Coffee Log, Year 2, Day 83

Hi.

Coffee: Maxwell House Drip, Office Coffee

A kid at the Chinese take-out squirmed around in his mother’s arms enough to look at me and said: “What did you order?”

I told him what I got – two spring rolls and tofu. He was puzzled, then I asked him about his order and he lit up: “Shrimp fried rice!” All the while, his mom’s got that look that says ‘isn’t my kid everything?’ but ‘I’m watching your every move’ at the same time.

While they were leaving, she says: ‘Say goodbye.’

And he says: ‘Goodbye!’

And I say: ‘Fried rice is classic.’

That was the most interesting thing that happened at the Chinese take-out.

Meanwhile, in Alabama, it’s effectively illegal to get an abortion. The only cases where the doctor’s not liable for a life sentence are where the mother’s immediate health would be compromised. I say immediate, because there’s many physical and emotional impacts of birth and pregnancy that don’t quite tally to death but are still significant and severe. Anyway…

There’s lots of good arguments going around for why this new anti-abortion law is bullshit. A lot better than anything I can say, I’m not a woman and no-one’s got a gun to my bodily sanctity. But here’s a thing I thought about that I think gets brushed over: what does it say to parents to tell them having a child is not really their choice? Accidents happen. People get tossed up in each other and then there’s this new bit of DNA. Maybe you want what it’ll turn into. Maybe you don’t. But Alabama says you’re not allowed to make that choice. Even if you want to be a parent, the kid’s not there because of your intention. She/he’s there because some privileged men knew how to slap a legislative stamp. She/he’s born independent of want or love.

I don’t know about you, but that sickens me.

While he was still on her lap, the mom was rocking the kid with her knee and nonchalantly running one hand’s worth of fingers through his hair. She was checking Twitter with the other. Normal, calm, simple, but wrapped up in her was someone that wanted to be a part of this vibrant, questioning person bouncing on her knee. If I had to guess – accident or otherwise – when push came to shove, she made the choice to offer up nine months of blood and eighteen or more years to give life to her son. Can you feel the weight of that?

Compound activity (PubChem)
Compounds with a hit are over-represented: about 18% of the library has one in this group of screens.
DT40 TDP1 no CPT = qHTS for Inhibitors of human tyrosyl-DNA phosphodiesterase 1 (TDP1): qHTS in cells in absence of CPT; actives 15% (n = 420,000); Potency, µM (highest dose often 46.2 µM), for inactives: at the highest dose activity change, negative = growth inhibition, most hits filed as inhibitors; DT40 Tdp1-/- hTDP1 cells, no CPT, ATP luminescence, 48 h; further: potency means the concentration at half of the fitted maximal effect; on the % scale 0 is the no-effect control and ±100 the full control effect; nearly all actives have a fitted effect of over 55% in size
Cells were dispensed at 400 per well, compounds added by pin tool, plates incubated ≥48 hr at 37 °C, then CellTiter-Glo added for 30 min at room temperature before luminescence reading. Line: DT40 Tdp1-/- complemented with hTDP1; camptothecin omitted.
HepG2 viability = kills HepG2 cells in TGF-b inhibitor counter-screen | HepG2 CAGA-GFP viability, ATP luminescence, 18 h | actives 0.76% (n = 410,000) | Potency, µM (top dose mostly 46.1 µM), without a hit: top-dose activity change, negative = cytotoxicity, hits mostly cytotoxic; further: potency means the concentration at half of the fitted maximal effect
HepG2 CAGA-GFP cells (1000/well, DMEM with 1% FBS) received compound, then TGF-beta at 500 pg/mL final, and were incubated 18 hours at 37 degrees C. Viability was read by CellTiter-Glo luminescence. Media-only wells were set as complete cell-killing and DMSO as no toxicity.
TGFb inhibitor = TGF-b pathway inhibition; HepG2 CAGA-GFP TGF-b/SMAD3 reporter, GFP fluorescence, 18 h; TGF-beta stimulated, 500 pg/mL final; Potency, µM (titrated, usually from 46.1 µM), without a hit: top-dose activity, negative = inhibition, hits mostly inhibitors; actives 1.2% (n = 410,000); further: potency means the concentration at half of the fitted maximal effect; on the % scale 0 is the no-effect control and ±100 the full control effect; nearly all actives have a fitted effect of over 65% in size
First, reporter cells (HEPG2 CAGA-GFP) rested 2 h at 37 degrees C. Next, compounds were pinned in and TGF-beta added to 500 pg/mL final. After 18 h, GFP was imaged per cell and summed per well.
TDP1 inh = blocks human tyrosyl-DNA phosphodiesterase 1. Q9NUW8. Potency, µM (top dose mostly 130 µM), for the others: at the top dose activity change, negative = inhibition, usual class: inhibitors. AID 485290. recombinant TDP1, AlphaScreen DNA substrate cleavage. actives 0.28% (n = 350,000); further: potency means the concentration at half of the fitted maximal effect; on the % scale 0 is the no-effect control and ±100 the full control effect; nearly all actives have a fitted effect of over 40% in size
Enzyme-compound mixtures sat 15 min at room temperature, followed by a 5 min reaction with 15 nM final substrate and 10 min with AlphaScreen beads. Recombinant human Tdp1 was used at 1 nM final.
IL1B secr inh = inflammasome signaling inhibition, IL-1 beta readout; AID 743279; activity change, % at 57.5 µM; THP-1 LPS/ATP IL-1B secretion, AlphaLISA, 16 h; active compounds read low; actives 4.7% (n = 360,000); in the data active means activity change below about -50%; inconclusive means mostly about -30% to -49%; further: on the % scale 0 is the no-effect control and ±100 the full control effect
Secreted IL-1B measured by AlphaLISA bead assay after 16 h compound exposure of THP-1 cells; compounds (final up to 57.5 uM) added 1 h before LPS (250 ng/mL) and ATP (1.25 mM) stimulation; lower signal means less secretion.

But no, Alabama says to hell with that kind of love. You might be screaming ‘state’s rights’ and ‘small government,’ but you’re eager to slip the government’s fingers into other peoples’ pants, or put your long, bureaucratic proboscis into their hearts. You rob them of both their bodily autonomy and the freedom to love. You spoil not only a woman that says ‘no’ but the one that says ‘yes.’ In a grand act of irony, you have devalued both the individual woman and the concept of a family. In fact, the only thing you haven’t touched are greedy, self-obsessed men.

Oh, I get it now.

You are the closest I will ever come to magic.

Suzanne Finnamore, The Zygote Chronicles

Coffee Log, Day 163

Hi.

Coffee: Fair Trade Five County Espresso Blend, Trader Joe’s Brand

She says she’s running the Libertarian ticket for county treasurer; says the Repub incumbent has been embezzling. She says she believes in Capitalism when it works, Socialism when it works, but it never works so she wants small government. Tomorrow, she’ll canvass for a different Libertarian. I tell her I knew a guy at Duke who repped the party, she didn’t recognize the name. Things change. Politics changes. She grew up in Apex and ran the list of all the small businesses she’s watched close.